Issue 150, Spring 1999
Trees bent unnatural by wind,
then frozen, looking delicate as jewelry, but unwearable.
Miles of white, palest skin,
and the slash of the road through it. Who named this lake,
who lost? How clear is its water
when not frozen? Do the townspeople refuse to swim in it,
or is it a site for seasonal pleasures?
At the self-serve station, the man insists on filling my tank.
Has everyone in town lost
their money, what can I buy to save them? A cigarette lighter,
a hunter’s cap, windshield fluid …
some of my blood’s origin is here—a family with white gums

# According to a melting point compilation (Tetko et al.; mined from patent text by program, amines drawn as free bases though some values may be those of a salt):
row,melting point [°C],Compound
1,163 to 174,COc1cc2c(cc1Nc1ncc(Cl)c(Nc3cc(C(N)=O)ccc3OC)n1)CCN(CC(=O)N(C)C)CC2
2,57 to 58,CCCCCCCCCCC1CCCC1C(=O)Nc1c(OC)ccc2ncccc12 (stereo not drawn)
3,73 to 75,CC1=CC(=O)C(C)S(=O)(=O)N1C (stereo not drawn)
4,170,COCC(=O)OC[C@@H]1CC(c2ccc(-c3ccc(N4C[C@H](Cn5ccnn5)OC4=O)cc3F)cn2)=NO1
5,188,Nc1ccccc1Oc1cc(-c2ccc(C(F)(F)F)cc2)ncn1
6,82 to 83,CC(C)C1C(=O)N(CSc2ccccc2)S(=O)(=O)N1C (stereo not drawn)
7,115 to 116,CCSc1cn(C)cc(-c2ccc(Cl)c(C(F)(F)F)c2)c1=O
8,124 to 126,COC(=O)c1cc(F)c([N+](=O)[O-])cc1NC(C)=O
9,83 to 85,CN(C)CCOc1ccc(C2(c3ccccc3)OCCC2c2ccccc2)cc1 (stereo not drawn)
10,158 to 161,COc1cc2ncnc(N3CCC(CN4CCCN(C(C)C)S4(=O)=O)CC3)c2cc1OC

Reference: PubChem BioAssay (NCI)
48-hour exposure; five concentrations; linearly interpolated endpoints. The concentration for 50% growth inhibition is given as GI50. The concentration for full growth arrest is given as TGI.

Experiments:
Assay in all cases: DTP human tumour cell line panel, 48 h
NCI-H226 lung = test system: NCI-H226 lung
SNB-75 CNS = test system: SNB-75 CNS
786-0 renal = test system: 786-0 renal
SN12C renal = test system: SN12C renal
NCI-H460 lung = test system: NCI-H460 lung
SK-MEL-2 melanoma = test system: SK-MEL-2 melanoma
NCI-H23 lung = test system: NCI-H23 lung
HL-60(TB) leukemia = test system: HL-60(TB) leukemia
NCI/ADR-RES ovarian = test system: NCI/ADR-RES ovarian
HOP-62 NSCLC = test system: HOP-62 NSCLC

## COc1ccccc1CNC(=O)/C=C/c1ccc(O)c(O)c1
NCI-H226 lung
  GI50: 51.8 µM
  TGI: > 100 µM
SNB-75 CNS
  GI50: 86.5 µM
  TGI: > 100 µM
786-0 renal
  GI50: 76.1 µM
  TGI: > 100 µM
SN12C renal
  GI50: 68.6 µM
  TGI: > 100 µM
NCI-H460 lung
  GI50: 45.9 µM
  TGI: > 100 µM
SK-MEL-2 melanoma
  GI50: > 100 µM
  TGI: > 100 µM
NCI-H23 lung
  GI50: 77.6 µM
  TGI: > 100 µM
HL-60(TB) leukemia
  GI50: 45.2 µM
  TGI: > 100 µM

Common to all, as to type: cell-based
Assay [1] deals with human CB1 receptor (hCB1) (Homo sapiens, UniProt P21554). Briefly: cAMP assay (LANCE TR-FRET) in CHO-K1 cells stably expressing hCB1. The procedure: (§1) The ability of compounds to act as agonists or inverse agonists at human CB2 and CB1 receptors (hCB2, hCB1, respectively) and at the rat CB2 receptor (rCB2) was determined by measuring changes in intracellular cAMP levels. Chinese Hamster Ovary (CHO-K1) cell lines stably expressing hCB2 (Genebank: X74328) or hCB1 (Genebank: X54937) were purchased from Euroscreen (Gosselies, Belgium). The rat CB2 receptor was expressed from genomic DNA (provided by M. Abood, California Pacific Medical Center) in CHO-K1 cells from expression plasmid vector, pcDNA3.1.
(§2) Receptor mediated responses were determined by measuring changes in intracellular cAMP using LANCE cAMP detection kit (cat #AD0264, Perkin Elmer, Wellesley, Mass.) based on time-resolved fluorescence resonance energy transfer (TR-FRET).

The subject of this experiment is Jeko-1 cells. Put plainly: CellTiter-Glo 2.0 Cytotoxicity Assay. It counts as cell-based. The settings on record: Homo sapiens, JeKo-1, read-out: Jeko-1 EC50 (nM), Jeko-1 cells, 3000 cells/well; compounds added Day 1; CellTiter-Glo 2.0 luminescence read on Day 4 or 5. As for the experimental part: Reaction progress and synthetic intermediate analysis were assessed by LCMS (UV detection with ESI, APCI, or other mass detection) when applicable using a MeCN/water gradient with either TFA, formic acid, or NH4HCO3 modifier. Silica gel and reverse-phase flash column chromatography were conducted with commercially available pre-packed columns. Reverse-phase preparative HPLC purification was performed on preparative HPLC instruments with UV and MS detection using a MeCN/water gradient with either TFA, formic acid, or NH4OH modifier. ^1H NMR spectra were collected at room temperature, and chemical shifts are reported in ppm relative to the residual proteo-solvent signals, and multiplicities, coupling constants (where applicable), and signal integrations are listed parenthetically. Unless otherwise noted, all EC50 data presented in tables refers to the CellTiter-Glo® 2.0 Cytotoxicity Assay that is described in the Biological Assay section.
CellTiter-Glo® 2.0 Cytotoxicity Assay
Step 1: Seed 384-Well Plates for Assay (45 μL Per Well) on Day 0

and skin blue as this dusk.
Something not right about it—one year they tested vials
over and over. The doctors:
You’ll need to come in again; your blood is strangely thin.
What do you know of your heritage?
The houses are red on Fairchance Lane, their windows look
away from the banks of the lake,
tree-shaded places where lovers embraced. I could stop